Würzburg (dpa) – According to previous psychiatric assessments, the stabber from Würzburg was possibly incapable of guilt when he attacked passers-by.
The Bavarian State Criminal Police Office and the Munich Public Prosecutor’s Office announced on Tuesday whether the refugee’s religious convictions from Somalia played a role in the act on June 25. According to a toxicological report, the man had not consumed drugs or alcohol.
On the two cell phones of the 24-year-old, no references to propaganda material or other extremist content, nor clues to possible accomplices or confidants were found. “Paper notes that were found at the scene of the crime shortly after the crime turned out to be unsuspicious and have no connection with the crime or the suspect,” it said.
The man was brought before an investigating judge at the Würzburg district court on Tuesday, who ordered him to be placed in a psychiatric facility. So far, the Somali was in custody in a prison in Würzburg.
The migrant had stabbed people who were obviously unknown to him in downtown Würzburg. Three women died and five people were critically injured. There were also four slightly injured – including a man who was not attacked directly by the knife. Rather, according to the investigators, he fell while trying to prevent the attacker from continuing the attack.
Witnesses claim to have heard the exclamation “Allahu Akbar” (“God is great”) twice during the knife attack. Jihadists and Salafists often use the term like a battle cry. In doing so, the extremists are hijacking the central religious formula of Islam, which has been used by Muslims around the world for centuries.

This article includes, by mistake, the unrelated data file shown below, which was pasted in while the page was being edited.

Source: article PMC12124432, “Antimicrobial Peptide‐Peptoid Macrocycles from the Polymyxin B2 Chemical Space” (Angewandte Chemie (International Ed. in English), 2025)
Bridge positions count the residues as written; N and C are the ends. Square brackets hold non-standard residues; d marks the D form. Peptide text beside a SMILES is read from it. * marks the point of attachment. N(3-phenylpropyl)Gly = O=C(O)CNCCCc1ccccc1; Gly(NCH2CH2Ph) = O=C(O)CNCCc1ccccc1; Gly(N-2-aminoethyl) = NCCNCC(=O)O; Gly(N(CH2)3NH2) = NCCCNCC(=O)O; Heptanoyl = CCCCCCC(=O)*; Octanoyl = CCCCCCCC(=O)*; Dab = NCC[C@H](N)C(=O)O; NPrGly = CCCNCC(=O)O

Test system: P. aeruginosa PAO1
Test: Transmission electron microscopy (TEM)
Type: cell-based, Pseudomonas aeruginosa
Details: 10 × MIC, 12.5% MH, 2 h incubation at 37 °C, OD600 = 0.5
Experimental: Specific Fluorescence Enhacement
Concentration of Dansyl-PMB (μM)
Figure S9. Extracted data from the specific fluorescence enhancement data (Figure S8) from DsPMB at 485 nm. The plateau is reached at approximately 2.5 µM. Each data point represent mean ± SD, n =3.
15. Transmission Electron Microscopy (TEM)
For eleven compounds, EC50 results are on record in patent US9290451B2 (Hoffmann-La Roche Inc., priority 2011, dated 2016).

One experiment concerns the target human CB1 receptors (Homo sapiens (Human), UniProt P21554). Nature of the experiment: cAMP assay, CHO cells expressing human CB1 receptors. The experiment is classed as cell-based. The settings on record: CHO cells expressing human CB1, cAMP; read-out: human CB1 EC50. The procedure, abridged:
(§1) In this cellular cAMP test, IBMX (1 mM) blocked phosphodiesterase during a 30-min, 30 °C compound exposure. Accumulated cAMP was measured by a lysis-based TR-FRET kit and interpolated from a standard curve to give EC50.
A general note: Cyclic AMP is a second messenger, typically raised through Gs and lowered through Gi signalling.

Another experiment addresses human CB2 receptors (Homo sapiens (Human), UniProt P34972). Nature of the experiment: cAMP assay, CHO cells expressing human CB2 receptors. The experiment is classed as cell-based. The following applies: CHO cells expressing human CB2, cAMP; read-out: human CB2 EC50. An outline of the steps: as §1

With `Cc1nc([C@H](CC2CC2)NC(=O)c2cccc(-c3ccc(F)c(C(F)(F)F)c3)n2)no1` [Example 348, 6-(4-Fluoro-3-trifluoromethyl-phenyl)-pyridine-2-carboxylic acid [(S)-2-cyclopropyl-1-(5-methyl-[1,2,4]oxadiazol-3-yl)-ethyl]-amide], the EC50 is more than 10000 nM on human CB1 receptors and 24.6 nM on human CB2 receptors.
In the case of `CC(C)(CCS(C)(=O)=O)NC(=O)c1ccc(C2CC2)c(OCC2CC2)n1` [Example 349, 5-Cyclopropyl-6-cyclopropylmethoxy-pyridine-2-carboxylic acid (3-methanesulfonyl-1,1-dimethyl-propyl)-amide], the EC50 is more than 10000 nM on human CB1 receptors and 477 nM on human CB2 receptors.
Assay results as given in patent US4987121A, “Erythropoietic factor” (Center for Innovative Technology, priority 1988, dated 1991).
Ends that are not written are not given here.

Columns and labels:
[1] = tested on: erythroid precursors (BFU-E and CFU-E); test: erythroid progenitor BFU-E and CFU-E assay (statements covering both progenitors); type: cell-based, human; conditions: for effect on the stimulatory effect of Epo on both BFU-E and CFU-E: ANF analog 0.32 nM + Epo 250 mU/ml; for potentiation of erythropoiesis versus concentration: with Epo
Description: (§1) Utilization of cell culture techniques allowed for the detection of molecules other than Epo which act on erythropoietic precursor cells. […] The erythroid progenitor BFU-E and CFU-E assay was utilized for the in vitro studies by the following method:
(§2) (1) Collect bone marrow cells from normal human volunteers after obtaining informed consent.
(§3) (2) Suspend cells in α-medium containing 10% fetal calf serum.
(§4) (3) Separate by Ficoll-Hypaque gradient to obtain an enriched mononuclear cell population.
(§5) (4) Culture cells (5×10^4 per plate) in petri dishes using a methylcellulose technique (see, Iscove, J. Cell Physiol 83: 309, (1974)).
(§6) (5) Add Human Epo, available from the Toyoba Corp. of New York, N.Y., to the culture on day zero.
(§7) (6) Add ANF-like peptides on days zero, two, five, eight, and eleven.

In addition, the refugee, who was later stopped with a police shot in the hospital, is said to have hinted at the jihad – that is, the “holy war”. Therefore, the investigators so far considered it obvious that the man could have been Islamistically motivated. The motive was still unclear, it was said on Tuesday. So far there is no evidence that the Somali was involved in a terrorist organization.
According to the announcement, it will take some time before a final expert opinion on the psyche of the 24-year-old is available. Two experts are commissioned to do this.
The Somali was first registered in Germany in 2015. Since then he had attracted attention several times because of mental health problems. Before the act, the authorities said they had no evidence that the man could endanger other people. According to the investigators, the prerequisites for permanent placement in a psychiatric hospital have not yet been met. Most recently, the perpetrator lived in a homeless shelter in Würzburg.
The man’s public defender said Tuesday that he had the impression that his client’s mental state had deteriorated further since the crime. Although he thinks the 24-year-old has listened to him at times and understood what was said. But meaningful communication has not been possible so far.